Monday, March 3, 2014

Breaking the Rules: Veterinarian Peter Rule's Plentiful Violatons of Veterinary Standards Bring Probation, but No Suspension, from Washington State

The Washington State Veterinary Board's Statement of Charges is chilling, detailing physical abuse of patients, drug diversion, not merely allowing but directing the practice of surgeries by an unlicensed assistant, surgical errors, and more.  These "alleged facts" (quoting the Agreed Order) include a description of how a patient died from blood loss after Rule "nicked" her spleen during a spay; another patient burned; yet another given way way way way too much fluid; another with a "nicked" urethra.  The owner of the dog whose ureter was "nicked" gave a heart-wrenching account of her experience in press reports. 

Here are the Findings of Fact from the agreed order from the Washington Veterinary Board on Peter Rule, DVM: 

"From on or about February of 2007 through July of 2008, at least five (5) members of Respondent's staff observed him diverting tramadol for his own use."  Rule admitted to this on camera in local press coverage of the case, a link to which is provided below. 

"From on or about April 2005 through on or about March 2008, at least three (3) employees observed respondent using unnecessary force, excessive physical restraint, and/or threatening conduct with patients."  This is further described in the Veterinary Board's statement of charges as follows:  

[Rule] was observed  "physically and psychologically abusing patients.  Specifically, [Rule]:

A.  Taunted patients by "getting in their faces" or growling at them;
B.  Slapped or punched their faces; 
C. Pulled their tails; and
D. Tightened his hand around the animal's neck until it lost consciousness."

From on or about April 2005 through on or about March 2008, and in August 2010, [Peter Rule, DVM] aided and abetted the unlicensed practice of veterinary medicine. Specifically [Peter Rule, DVM]:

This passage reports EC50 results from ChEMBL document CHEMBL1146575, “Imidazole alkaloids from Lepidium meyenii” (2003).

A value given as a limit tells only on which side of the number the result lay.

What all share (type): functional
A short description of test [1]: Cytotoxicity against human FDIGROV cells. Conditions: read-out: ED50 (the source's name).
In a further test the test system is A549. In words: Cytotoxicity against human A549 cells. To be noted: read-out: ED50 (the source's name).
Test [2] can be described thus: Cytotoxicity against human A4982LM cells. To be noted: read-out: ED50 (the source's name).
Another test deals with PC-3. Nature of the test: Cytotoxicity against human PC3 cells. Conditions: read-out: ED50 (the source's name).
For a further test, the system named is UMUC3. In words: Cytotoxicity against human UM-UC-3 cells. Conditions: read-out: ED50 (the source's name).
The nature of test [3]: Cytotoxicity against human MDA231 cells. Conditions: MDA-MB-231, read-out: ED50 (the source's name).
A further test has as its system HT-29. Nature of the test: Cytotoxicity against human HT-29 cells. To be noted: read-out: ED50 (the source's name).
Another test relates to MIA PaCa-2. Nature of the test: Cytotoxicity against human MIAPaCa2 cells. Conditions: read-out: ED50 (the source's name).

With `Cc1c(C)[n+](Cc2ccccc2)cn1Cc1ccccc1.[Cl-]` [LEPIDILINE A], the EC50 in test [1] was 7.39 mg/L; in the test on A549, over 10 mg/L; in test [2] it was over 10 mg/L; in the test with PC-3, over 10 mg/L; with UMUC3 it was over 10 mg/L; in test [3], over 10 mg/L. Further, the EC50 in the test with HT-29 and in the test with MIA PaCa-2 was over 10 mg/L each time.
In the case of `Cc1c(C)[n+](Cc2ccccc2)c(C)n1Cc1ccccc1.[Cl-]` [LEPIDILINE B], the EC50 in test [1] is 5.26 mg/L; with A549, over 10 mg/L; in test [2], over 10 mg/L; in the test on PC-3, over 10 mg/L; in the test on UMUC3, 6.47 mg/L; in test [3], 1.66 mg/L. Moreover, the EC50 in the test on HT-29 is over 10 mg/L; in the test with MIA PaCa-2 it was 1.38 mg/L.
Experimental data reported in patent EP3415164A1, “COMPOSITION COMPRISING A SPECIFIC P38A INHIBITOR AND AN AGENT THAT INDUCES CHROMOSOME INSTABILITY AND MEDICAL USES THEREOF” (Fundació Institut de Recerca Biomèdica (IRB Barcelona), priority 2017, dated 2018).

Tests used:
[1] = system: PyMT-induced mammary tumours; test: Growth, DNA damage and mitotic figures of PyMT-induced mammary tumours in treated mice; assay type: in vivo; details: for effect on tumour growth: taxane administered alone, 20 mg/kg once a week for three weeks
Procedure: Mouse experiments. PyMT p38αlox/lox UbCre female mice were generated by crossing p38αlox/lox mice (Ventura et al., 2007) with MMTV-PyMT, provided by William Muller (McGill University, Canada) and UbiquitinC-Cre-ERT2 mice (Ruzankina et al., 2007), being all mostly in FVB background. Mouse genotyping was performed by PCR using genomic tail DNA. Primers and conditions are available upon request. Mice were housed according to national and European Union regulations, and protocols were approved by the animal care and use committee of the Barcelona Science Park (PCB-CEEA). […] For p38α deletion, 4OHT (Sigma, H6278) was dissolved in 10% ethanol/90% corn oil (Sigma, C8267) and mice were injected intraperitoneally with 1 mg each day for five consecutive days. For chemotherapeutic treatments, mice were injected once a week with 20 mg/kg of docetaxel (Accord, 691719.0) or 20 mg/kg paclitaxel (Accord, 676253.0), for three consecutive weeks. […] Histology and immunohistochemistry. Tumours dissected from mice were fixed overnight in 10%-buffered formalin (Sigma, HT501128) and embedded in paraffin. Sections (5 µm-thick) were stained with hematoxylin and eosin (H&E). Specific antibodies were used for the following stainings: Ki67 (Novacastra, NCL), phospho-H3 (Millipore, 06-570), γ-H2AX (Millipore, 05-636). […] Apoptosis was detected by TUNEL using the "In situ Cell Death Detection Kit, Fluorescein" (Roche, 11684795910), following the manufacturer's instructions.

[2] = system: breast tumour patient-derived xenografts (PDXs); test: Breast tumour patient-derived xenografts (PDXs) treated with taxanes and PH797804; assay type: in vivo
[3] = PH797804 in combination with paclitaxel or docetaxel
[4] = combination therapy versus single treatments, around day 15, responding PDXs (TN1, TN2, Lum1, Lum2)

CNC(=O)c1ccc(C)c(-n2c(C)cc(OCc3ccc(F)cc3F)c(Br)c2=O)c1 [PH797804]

A.  Allowed at least one (1) unlicensed assistant to perform the duties of a licensed veterinarian on at least five (5) occasions; 
B.  Verbally pressured an unlicensed assistant to perform spay and neuter surgery."

{Comment:  Spay surgery is major abdominal surgery.  One is left to wonder what the outcome of this surgery was -- an unlicensed assistant is not even a licensed veterinary technician, it would be like having an orderly do a hysterectomy.  How do you think that turned out? }

From on or about April 2005 through on or about February 2008, at least one (1) employee observed that [Rule] left the clinic on one or more occasions while patients were under sedation and recovering from surgery, even though no veterinarian or veterinary technician was on the premises." 

"From on or about April 2008 through on or about October 2008 [Peter Rule] provided veterinary services that did not meet the standard of care for the State of Washington.  Specifically: 

A.  On or about April 11, 2008, [Peter Rule, DVM] performed an ovario-hysterectomy on client A's dog Daisy. During the surgery [Peter Rule, DVM] nicked the dog's spleen and could not control the consequent bleeding; the patient bled to death."

B.  On or about May 16, 2008, [Peter Rule, DVM] performed an OVH on Client B's dog Sophie.  The dog was placed on a heating device by an employee of respondent's clinic, which burned the patient's skin." 

C.  "On or about October 28, 2008, [Peter Rule, DVM] performed a spay on Client C's cat Bella.  The treatment involved hydration.  An employee of Respondent's clinic over-hydrated the patient by administering fluids at the rate of 700 ml per hour."  Now, how bad is that?  Well, let's see.  According to AAHA itself, the appropriate fluid rate for a cat is 2-3 ml per kg per hour.  (See Fluid Therapy Guidelines, page 9).  A cat of 10 pounds is about 4.5 kg.  That equates to a fluid rate of 13.5 ml/hr.  That means the cat received fluids at a rate over 50 times that which it should have been!   The board document does not specify what happened to the cat in question, but without a doubt, this can cause life threatening complications such as pleural effusion.

D. On or about August 9, 2010, while performing neuter surgery on Client D and E's dog Trooper, Respondent [Peter Rule, DVM] nicked the patient's urethra."

Trooper's owner was interviewed on a local TV station about what happened to Trooper, saying she could hear her dog " . . .  yelling and writhing, just being really in great pain."

My experience with the Washington State Veterinary Board is that they are, like many Vet Boards, seemingly very reluctant to publicize or even release upon request disciplinary records.  Why would Rule be different?  Could it have anything to do with what Rule said when confronted with the Board's Statement of Charges?  

Rule said, on camera: "How dare they."  

Perhaps that's one of the only times a vet board actually does something about a vet who's practice is substandard -- when the vet himself thumbs his nose at the board. 

Industry Article on Rule Disciplinary Action

 "Vet to Keep His License After Animal Abuse, Stealing Pain Meds"

"The Veterinarian Who Seemed to Hate Animals"